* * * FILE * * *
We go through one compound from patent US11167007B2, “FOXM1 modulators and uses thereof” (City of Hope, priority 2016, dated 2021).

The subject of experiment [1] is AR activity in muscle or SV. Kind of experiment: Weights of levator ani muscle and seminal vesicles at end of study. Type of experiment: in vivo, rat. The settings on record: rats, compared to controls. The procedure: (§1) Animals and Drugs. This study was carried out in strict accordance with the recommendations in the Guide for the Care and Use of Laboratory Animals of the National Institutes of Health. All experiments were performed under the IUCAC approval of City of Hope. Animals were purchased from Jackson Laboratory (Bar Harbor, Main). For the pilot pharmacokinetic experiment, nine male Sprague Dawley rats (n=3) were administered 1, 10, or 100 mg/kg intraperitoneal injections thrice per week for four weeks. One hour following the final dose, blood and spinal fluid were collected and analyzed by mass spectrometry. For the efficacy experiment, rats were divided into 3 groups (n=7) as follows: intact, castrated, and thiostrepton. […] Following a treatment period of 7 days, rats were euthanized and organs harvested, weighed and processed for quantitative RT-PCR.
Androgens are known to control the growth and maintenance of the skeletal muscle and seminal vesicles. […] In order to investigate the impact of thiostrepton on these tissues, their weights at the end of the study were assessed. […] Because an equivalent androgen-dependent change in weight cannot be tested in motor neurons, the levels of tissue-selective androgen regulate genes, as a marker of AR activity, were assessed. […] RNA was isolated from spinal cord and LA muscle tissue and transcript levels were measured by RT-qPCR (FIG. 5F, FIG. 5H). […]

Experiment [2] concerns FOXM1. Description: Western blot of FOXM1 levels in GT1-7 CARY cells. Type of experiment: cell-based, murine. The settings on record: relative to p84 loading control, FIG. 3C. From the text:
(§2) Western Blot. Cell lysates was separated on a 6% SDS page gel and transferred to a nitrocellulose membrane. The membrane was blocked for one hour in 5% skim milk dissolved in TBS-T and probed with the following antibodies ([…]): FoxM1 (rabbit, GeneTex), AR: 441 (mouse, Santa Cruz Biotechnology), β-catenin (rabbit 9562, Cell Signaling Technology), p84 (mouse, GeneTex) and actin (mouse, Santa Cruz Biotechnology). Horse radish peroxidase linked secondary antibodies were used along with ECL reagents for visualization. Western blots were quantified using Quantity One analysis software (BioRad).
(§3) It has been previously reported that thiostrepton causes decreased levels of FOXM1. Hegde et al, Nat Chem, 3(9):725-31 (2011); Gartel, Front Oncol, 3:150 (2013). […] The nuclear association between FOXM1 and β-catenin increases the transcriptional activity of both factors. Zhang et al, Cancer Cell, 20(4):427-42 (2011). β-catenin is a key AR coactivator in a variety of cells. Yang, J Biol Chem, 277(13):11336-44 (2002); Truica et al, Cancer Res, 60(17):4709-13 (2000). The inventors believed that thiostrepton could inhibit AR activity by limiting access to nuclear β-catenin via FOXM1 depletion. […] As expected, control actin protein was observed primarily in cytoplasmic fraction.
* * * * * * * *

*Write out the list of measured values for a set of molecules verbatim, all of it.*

We go through one compound from patent US11167007B2, “FOXM1 modulators and uses thereof” (City of Hope, priority 2016, dated 2021).

The subject of experiment [1] is AR activity in muscle or SV. Kind of experiment: Weights of levator ani muscle and seminal vesicles at end of study. Type of experiment: in vivo, rat. The settings on record: rats, compared to controls. The procedure: (§1) Animals and Drugs. This study was carried out in strict accordance with the recommendations in the Guide for the Care and Use of Laboratory Animals of the National Institutes of Health. All experiments were performed under the IUCAC approval of City of Hope. Animals were purchased from Jackson Laboratory (Bar Harbor, Main). For the pilot pharmacokinetic experiment, nine male Sprague Dawley rats (n=3) were administered 1, 10, or 100 mg/kg intraperitoneal injections thrice per week for four weeks. One hour following the final dose, blood and spinal fluid were collected and analyzed by mass spectrometry. For the efficacy experiment, rats were divided into 3 groups (n=7) as follows: intact, castrated, and thiostrepton. […] Following a treatment period of 7 days, rats were euthanized and organs harvested, weighed and processed for quantitative RT-PCR.
Androgens are known to control the growth and maintenance of the skeletal muscle and seminal vesicles. […] In order to investigate the impact of thiostrepton on these tissues, their weights at the end of the study were assessed. […] Because an equivalent androgen-dependent change in weight cannot be tested in motor neurons, the levels of tissue-selective androgen regulate genes, as a marker of AR activity, were assessed. […] RNA was isolated from spinal cord and LA muscle tissue and transcript levels were measured by RT-qPCR (FIG. 5F, FIG. 5H). […]

Experiment [2] concerns FOXM1. Description: Western blot of FOXM1 levels in GT1-7 CARY cells. Type of experiment: cell-based, murine. The settings on record: relative to p84 loading control, FIG. 3C. From the text:
(§2) Western Blot. Cell lysates was separated on a 6% SDS page gel and transferred to a nitrocellulose membrane. The membrane was blocked for one hour in 5% skim milk dissolved in TBS-T and probed with the following antibodies ([…]): FoxM1 (rabbit, GeneTex), AR: 441 (mouse, Santa Cruz Biotechnology), β-catenin (rabbit 9562, Cell Signaling Technology), p84 (mouse, GeneTex) and actin (mouse, Santa Cruz Biotechnology). Horse radish peroxidase linked secondary antibodies were used along with ECL reagents for visualization. Western blots were quantified using Quantity One analysis software (BioRad).
(§3) It has been previously reported that thiostrepton causes decreased levels of FOXM1. Hegde et al, Nat Chem, 3(9):725-31 (2011); Gartel, Front Oncol, 3:150 (2013). […] The nuclear association between FOXM1 and β-catenin increases the transcriptional activity of both factors. Zhang et al, Cancer Cell, 20(4):427-42 (2011). β-catenin is a key AR coactivator in a variety of cells. Yang, J Biol Chem, 277(13):11336-44 (2002); Truica et al, Cancer Res, 60(17):4709-13 (2000). The inventors believed that thiostrepton could inhibit AR activity by limiting access to nuclear β-catenin via FOXM1 depletion. […] As expected, control actin protein was observed primarily in cytoplasmic fraction.